Feeling abandoned, Blue Valley Spanish teacher Kailey Steinman watched the bus slowly pull away, leaving her to decide to finally knock on the door of what was to become her new home. Only a college graduate at the time, Steinman had never lived on her own before. She felt utterly lonely and confused.
“It was a struggle every day,” Steinman said. “I had learned Spanish for the past 12 years, and when I got there it was like a foreign language to me.”
Steinman had decided to go on a trip to Spain through a program that allows you to become a language aide in the classrooms. She went with some friends, but they all got split up into different areas of Spain, where she ended up in Malaga, which is in the southern part. She was there for 10 months, and, at the beginning, she felt completely alone.
“I met this host family who I stayed with for a few days, then I got my own place, and I really didn’t know anybody,” Steinman said.
When she went to school the next day, however, she was able to become friends with the staff and even some of the students she ta ught. She really loved teaching English, but definitely noticed a difference in the importance of education felt in Spain than in America.
“In Spain, they don’t take education as seriously as we do here,” Steinman said. “I hate to say it, but the kids learned at a lot slower of a pace.”
They do not have some of the technology Blue Valley has, so it was more difficult to teach them as efficiently and effectively. Brian Mowry, social studies teacher, went to Scotland previously and agreed with Steinman.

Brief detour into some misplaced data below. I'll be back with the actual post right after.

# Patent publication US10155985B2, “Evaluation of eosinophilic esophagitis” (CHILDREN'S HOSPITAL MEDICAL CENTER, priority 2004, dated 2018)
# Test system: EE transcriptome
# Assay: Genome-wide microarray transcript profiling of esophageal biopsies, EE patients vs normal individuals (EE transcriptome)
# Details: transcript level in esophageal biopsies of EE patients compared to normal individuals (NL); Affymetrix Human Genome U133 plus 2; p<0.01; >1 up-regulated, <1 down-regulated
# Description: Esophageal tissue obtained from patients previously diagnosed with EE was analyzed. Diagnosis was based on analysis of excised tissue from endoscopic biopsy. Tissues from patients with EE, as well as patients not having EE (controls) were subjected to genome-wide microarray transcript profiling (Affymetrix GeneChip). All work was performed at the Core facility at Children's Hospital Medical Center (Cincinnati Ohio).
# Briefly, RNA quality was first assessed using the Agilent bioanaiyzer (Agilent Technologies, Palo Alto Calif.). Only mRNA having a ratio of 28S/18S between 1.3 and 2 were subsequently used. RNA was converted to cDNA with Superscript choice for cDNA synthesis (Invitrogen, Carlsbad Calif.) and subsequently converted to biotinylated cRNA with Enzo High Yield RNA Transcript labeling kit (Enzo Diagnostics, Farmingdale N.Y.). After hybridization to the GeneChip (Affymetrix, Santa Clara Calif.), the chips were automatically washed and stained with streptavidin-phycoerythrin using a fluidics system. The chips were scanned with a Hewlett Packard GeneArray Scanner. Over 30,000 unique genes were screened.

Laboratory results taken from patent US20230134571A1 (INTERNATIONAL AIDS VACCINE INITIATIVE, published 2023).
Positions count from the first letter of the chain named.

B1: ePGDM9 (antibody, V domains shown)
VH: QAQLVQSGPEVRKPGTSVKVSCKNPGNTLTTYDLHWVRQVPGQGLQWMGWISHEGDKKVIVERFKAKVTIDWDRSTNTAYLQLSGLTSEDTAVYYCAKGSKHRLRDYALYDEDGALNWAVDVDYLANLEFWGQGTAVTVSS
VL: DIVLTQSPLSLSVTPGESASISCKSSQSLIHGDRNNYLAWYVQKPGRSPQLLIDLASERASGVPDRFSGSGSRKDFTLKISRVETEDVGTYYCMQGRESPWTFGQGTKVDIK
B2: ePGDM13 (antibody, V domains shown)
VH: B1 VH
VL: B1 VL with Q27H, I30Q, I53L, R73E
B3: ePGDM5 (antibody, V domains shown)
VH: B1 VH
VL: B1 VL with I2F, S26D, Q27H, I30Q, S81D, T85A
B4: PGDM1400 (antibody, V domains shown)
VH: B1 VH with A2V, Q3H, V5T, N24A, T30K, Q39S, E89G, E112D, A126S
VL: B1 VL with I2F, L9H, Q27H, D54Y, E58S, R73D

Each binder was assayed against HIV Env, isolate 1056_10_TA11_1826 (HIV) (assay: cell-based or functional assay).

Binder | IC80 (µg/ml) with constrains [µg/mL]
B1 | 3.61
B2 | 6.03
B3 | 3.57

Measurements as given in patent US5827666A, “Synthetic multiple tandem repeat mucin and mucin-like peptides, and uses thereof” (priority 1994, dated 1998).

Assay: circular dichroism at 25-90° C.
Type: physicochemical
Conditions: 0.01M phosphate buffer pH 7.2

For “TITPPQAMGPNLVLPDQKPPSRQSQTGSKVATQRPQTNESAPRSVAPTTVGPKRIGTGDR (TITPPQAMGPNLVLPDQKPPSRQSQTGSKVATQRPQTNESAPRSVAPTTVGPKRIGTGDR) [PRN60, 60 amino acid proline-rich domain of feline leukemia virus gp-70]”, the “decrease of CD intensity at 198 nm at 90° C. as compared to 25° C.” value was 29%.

“They had the traditional education, but they probably had to read more books, like classics, than we do,” Mowry said. “They did not have as much technology as we have here. That’s something pretty unique to us.”
Both Mowry and Steinman still felt like they made a difference in their students lives, technological barrier or not.
“I think I really encouraged those kids to travel and get out there,” Steinman said. “I’ve pushed myself out there more, and I was scared to take risks, but now I feel like I’m fearless.”
Steinman said she felt like she encouraged her students to be the same. Mowry said that because of his trip to Scotland, he, too, wanted to come back and make a difference.
“The entire experience became reflective, being around so much beauty,” Mowry said. “When I came back, I wanted to teach the kids more about themselves and who they are as a person, what their values are, even if that means there’s not as much content.”